Many business owners may not know that a law exists to protect their employees from genetic information discrimination. That law is called the Genetic Information Nondiscrimination Act of 2008 (GINA) and it took effect on November 21, 2009. So what is genetic information anyway?
The EEOC explains that genetic information includes information about an individual’s genetic tests and the genetic tests of a person’s family member. Genetic information also includes information about a disease or disorder that manifests in the employee’s family members. So for example, when you answer questions related to your family medical history, you are providing genetic information as contemplated by GINA. The reason genetics tests are conducted, or inquiries into family are made, is typically to determine if someone has a predisposition to a particular disease. These are just a couple of examples of the types of genetic information protected by GINA.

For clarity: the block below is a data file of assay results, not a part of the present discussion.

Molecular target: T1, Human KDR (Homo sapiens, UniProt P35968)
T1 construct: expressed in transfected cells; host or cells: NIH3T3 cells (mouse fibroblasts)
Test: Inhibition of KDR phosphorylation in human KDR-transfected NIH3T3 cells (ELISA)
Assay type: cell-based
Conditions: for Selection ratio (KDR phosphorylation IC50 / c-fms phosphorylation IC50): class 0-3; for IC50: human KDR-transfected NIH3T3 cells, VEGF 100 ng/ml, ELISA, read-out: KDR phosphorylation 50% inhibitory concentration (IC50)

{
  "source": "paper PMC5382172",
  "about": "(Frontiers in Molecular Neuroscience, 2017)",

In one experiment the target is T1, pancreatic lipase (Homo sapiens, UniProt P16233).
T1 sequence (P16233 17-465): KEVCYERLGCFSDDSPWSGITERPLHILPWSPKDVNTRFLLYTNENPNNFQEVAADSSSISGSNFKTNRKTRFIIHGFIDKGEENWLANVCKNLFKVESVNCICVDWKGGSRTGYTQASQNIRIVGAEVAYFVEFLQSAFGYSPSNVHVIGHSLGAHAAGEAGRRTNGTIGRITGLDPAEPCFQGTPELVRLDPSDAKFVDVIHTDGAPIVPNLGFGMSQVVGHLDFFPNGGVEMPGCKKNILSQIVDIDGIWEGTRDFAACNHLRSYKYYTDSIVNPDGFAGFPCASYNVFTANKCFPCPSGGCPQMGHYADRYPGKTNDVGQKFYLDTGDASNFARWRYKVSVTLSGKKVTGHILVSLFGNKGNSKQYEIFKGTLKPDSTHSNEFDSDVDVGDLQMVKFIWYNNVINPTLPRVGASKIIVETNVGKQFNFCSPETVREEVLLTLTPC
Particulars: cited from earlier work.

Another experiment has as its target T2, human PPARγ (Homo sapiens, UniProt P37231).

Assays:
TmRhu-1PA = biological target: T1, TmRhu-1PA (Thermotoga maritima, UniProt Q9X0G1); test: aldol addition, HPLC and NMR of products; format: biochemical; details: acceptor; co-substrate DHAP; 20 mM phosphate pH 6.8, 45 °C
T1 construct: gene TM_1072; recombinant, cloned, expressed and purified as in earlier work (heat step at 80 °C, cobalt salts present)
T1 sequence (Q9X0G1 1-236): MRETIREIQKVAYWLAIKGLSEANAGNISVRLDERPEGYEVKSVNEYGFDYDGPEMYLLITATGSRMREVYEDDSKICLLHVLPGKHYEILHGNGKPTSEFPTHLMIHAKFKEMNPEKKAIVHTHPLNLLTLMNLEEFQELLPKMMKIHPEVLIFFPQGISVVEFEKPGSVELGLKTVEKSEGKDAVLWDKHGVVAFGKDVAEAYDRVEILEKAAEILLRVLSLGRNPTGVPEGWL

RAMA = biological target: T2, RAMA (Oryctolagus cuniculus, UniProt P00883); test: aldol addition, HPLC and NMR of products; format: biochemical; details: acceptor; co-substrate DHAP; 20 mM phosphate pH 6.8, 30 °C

If you have 15 or more employees, then GINA applies. So when can an employer consider genetic information? Genetic information should never be considered in any aspect of employment, including hiring, firing, pay adjustment, job assignments, layoffs, or any other conditions and terms of employment. Why? Because genetic information is not relevant to an individual’s current ability to work. In fact, the collection of genetic information by employers is generally prohibited except under very specific circumstances, for example, when a manager inadvertently hears someone talking about their family medical history.
Want to learn more about GINA? Visit the EEOC facts page: https://www.eeoc.gov/eeoc/publications/fs-gina.cfm